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I am looking for a verb meaning "to make something more robust", especially in a software engineering context.

Is "to robust" correct and understandable? "Robustify" seems to be another candidate but does not seem so common.

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Robust is not an "official" verb. The problem with the adjective in general is that it is not necessarily clear what you mean, and so no clear synonym comes to mind. What exactly is "more robust software"? I hear this used all the time and it can mean software that has more features, fewer bugs, better ability to handle problems that arise — always more of something desirable, but the something is always part of a larger context and not inherent in that single word. –  Robusto Aug 20 '12 at 12:03
    
You might want to provide more information on the context. You could perhaps add an example sentence where you'd like to use this word. –  coleopterist Aug 20 '12 at 12:46
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6 Answers

up vote 5 down vote accepted

Neither robustify nor 'to robust' are correct.

You can use 'to make robust' or any of the options Bob noted.

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I think it's worth noting that the phrase "make the code more robust" - in quotes - returns almost 900,000 Google hits. Just my opinion, but I believe "to make robust" is superior to any of Bob's suggestions (I'm not trying to discredit Bob's valiant effort; I simply think that "to make more robust" is the best way of saying this). –  J.R. Aug 21 '12 at 1:41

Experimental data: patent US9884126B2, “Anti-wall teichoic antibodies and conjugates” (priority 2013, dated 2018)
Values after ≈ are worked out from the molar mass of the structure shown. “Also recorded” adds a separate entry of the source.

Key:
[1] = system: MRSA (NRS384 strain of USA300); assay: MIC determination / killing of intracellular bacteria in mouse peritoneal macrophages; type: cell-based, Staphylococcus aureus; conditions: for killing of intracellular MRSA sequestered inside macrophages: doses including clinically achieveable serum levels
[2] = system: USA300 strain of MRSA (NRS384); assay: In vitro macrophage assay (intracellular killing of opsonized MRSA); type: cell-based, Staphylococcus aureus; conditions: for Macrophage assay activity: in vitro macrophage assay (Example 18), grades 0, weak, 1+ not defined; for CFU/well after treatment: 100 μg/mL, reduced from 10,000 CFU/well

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I would use "strengthen", "fortify", or "harden", although "harden" has a distinct security meaning.

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Possibly also to ruggedize - although this applies preferably to hardware rather than to software. –  Alain Pannetier Φ Aug 20 '12 at 12:16
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There's no single word to describe making software more robust. Some ways of making software more robust are: simplify, debug, re-factor (especially functional decomposition and code re-use), make the interface more user friendly, make the program resilient to input errors and even recover from some runtime errors, etc.

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bolster: v. Support or strengthen; prop up: "the fall in interest rates is starting to bolster confidence".

For example, "You will help refactor the code and bolster the test suite."

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  • The closest to "make robust" that I can come up with is:

revitalize

vt

: to give new life or vigor to

  • The second word that comes to mind is:

enhance

vt

: heighten, increase; especially : to increase or improve in value, quality, desirability, or attractiveness

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I don't like revitalize as applied to code - nothing says the old code was "moribund." Enhance is the more acceptable of the two, at least in my mind, but there are too many ways to enhance software to always associate enhancing with robustness. –  J.R. Aug 21 '12 at 1:34
    
I agree @J.R. In the first place, I doubted if "robustness" would stick to software. I went with the more general context –  Cool Elf Aug 21 '12 at 5:35
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Sometimes I use to mature when I need a verb, such as in process descriptions.

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